The man who gave the world Major Tom, Ziggy Stardust, glam rock, plastic soul and Jareth the Goblin King has lost his 18-month battle with cancer
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The highly-respected producer founded Gérard Drouot Productions in 1986 and worked with legends such as U2, the Rolling Stones and Elton John
By James Hanley on 11 Jan 2022
Highly-respected French independent concert promoter Gérard Drouot has died at the age of 69.
Drouot, who had been battling with leukaemia, began his music career in the 1970s, organising shows including the Nico and Tangerine Dream concert at the Reims Cathedral in 1974, and was hired by producer Harry Lapp as artistic manager and production director.
A longstanding ILMC member, he launched Gérard Drouot Productions in Strasbourg in 1986 and went on to promote hundreds of concerts a year, working with legends such as U2, Bruce Springsteen, Elton John, AC/DC the Rolling Stones, Kylie Minogue, Luciano Pavarotti, Ray Charles and David Gilmour.
Drouot also promoted events such as the celebrations of the signing of the Universal Declaration of Human Rights at Bercy, co-organised with Amnesty International, in 1988 and 1998 in Paris.
He had managed Gérard Drouot Productions (GDP) with his son, Matthieu Drouot, since 2013.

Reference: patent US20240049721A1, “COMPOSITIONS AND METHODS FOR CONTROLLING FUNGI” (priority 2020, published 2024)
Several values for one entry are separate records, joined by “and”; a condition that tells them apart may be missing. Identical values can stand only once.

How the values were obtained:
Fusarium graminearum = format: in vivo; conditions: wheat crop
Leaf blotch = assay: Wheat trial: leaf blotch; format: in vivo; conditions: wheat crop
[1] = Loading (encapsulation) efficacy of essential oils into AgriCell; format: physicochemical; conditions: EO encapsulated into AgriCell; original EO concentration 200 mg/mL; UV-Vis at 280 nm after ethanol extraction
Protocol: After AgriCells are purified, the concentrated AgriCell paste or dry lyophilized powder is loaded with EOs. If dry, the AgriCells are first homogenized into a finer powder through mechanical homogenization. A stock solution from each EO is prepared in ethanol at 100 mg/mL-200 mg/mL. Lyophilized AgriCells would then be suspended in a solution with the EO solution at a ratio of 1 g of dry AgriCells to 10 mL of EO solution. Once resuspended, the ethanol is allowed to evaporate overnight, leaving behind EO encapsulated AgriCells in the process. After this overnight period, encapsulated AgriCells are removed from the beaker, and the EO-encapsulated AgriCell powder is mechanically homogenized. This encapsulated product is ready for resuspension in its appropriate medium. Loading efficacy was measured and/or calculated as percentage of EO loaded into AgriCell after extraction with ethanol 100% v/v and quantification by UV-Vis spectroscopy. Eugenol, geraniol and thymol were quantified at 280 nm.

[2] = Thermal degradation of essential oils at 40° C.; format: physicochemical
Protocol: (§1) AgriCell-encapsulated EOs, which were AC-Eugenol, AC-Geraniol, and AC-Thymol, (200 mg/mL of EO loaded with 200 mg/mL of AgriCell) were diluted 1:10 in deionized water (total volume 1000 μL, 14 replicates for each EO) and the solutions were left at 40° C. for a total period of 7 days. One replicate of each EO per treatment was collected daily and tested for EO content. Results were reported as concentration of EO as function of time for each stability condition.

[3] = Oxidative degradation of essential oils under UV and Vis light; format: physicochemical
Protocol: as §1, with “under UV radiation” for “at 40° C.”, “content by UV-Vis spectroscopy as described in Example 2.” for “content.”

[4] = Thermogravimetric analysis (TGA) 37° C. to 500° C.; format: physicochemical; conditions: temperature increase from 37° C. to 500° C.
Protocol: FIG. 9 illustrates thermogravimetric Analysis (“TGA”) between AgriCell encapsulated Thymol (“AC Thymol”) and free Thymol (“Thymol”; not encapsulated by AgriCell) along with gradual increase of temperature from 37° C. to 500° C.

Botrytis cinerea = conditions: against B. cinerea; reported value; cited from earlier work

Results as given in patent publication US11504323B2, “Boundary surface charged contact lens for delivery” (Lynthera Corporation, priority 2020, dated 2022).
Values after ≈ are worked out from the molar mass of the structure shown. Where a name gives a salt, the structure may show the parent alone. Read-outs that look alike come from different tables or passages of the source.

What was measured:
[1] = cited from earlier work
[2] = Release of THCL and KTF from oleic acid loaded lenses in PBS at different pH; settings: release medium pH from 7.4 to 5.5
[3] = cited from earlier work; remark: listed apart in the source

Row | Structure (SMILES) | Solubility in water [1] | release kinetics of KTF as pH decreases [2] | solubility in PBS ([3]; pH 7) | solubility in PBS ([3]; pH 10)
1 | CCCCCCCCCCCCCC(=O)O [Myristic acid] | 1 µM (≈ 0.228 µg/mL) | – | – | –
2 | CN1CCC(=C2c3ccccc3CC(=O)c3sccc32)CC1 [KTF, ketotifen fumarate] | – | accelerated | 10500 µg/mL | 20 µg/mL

“He had dedicated his life to his profession,” Matthieu tells Le Parisien. “At the rate of 200 to 500 concerts per year, he has organised at least 10,000 concerts in mainland France, the West Indies and Belgium!”
“Gerard Druout has had an immeasurable impact on our profession”
Speaking on behalf of members of Prodiss, the live music association’s president Olivier Darbois hails “one of the last independent producers”.
“Gerard Drouot has had an immeasurable impact on our profession,” he says. “We will miss him very much, as he will be sadly missed by all the artists whom he was able to accompany brilliantly during his career.”
Drouot is also credited with helping to launch the cine-concert concept in France and had been a passionate spokesperson for the performing arts sector in the media since the onset of the Covid crisis last year.
UTA’s Neil Warnock also paid tribute to his friend of 30-plus years.
“He was one of the most consummate professionals I have ever worked with, not only in France but worldwide,” says Warnock. “What made him unique in the music business in France was that he wasn’t Parisian and indeed, because of that, he worked his artists right the way across France to help develop their careers. Among the many artists that Gerard and I worked on together include, Pink Floyd and David Gilmour, George Benson, Yusuf/Cat Stevens, King Crimson and Alice Cooper.
“It was a complete pleasure to work with him as a friend. He was an absolute delight, always, to have lunch or dinner with. His knowledge of wine and food was incredible and a joy to behold.
“I’m both shocked and saddened at the huge loss to the whole of the French music industry and I feel so sad at this time for his son, Matthieu and the whole family. One thing I do know is that Matthieu will continue the great legacy started by his father and will take GDP to even greater levels than before.”
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